Road treatment types

The MassDOT Highway Division works to keep the roads safe during storms. We watch pavement temperature and precipitation types to choose the best way to treat the roads.

Overview

There are two ways we treat the roads during winter called anti-icing and de-icing.

Before a storm, we anti-ice the roads by applying a liquid solution to them. This solution prevents snow and ice from binding to the pavement and lowers the temperature that water freezes. The reason we apply a liquid and not solid salt is that the dry salt is blown away or bounces off the roads when applied before precipitation moistens them. Once precipitation begins, we begin to apply rock salt which requires moisture to be effective.

During and after a storm, we work to de-ice the roads. We remove the ice and snow from the surface of the road by plowing and applying additional materials to the surface of the roads. This helps to loosen the ice and snow from the pavement, while also lowering the freezing point of water.

You may also see some materials spread along a cleared highway after a snowstorm. This post-storm treatment is applied to the roads to prevent them from re-freezing during nighttime. 

There are 5 types of materials we use to treat the roads for snow and ice.

Additional Resources for Overview

Rock Salt

  • Rock salt breaks up ice and prevents it from sticking to the pavement.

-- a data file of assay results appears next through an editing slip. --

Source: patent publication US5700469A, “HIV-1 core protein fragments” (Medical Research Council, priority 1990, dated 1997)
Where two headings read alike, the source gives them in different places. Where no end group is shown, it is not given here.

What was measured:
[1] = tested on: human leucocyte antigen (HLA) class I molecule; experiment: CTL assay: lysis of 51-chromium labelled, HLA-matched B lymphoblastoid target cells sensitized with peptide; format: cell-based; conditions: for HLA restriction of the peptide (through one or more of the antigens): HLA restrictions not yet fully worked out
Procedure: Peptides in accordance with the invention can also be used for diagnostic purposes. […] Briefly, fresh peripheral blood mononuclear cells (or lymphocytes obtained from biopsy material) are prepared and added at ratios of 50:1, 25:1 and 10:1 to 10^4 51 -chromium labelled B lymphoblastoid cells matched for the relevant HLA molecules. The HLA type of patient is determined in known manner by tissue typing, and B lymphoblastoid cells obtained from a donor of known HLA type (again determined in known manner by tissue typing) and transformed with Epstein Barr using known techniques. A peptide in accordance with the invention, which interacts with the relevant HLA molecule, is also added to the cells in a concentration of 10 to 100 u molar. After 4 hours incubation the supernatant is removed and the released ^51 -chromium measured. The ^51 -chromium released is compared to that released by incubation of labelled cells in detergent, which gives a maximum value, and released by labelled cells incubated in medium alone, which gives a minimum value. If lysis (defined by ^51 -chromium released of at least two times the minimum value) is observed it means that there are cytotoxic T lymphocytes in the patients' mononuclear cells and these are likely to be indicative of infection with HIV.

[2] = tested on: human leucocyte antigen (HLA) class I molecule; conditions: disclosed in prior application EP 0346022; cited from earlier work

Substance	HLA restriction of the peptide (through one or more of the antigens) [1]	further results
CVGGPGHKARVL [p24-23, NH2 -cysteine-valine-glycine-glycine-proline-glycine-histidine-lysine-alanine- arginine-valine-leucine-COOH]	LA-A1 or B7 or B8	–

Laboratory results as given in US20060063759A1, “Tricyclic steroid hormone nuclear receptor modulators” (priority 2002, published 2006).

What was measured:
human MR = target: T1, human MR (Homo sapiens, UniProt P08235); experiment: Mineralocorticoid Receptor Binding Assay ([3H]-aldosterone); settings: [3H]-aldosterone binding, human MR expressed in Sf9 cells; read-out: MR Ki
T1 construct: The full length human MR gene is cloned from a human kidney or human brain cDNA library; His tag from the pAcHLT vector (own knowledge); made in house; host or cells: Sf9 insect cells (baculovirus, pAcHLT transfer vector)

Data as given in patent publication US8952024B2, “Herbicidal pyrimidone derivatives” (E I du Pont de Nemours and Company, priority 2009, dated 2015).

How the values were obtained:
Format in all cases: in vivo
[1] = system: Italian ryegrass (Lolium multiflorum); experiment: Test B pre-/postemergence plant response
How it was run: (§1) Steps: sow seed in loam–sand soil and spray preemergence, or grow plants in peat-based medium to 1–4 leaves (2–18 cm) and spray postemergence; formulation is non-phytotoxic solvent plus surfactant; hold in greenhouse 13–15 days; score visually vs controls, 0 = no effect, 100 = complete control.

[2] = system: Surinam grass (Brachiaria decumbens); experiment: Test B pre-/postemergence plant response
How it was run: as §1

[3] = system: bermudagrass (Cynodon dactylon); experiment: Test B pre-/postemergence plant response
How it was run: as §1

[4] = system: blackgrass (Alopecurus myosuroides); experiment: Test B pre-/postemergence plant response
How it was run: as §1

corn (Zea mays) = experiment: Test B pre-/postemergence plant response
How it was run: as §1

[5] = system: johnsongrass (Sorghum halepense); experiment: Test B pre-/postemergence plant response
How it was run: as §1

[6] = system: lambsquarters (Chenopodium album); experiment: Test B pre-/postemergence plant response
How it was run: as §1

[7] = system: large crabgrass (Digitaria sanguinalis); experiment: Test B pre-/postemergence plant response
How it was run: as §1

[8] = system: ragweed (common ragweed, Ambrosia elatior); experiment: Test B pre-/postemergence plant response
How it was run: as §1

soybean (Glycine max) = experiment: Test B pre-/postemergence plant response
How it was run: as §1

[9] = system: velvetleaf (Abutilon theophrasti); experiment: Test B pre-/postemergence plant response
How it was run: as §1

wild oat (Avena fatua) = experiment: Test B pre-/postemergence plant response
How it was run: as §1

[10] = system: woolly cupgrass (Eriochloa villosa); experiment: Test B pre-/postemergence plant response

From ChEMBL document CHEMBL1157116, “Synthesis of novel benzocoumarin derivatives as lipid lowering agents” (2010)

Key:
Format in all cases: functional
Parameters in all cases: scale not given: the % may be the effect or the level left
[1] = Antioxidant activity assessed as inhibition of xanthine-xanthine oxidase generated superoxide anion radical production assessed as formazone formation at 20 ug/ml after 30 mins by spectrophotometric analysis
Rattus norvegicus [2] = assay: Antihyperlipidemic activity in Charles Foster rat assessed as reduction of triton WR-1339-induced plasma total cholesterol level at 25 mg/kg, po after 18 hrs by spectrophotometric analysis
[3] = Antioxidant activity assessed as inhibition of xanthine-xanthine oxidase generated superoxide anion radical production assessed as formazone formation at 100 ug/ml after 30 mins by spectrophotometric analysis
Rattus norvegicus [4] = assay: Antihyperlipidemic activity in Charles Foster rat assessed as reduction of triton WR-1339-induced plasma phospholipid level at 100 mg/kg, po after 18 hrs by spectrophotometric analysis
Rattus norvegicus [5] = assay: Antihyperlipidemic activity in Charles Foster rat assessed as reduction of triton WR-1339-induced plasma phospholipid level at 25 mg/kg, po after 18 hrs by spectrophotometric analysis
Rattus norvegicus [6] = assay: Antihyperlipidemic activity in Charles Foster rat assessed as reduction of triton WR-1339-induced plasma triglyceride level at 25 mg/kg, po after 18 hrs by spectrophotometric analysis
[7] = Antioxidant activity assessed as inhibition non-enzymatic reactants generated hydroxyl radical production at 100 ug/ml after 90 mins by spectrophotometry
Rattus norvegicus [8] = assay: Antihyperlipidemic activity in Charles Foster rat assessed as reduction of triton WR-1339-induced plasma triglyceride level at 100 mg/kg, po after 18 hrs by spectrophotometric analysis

• It is widely available, effective, and inexpensive compared to other de-icing/anti-icing materials.
  • However, it is corrosive and can harm the environment if over-applied. It also does not work well at lower temperatures.

Liquid Magnesium Chloride

  • Liquid magnesium chloride prevents snow and ice from sticking to the roads.
  • It works in lower temperatures, and is less harmful to both the environment and snow plows.
  • However, it is expensive and must be applied at specific times.

Liquid Brine

  • Brine prevents snow and ice from sticking to the pavement.
  • It is effective for pre-treatment, and easy to apply to the roads.
  • It is less expensive and has fewer restrictions on when it can be applied.
  • However, it does not work well at extremely low temperatures.

Sand

  • Sand is inexpensive and effective at increasing traction at lower temperatures.
  • However, it does not melt snow and ice, and loses its angularity, and thus its traction, rapidly.
  • As sand can clog drains, it must be removed from the roadway, roadsides, and storm drains and disposed of.

Pre-Mix (Rock salt and calcium chloride)

  • Pre-mix is used in  “reduced salt” areas, and  in areas of lower air temperatures.
  • It is less harmful to the environment than other materials, and effective at lower temperatures.
  • However, it is an expensive material that  has to be stored and kept dry.

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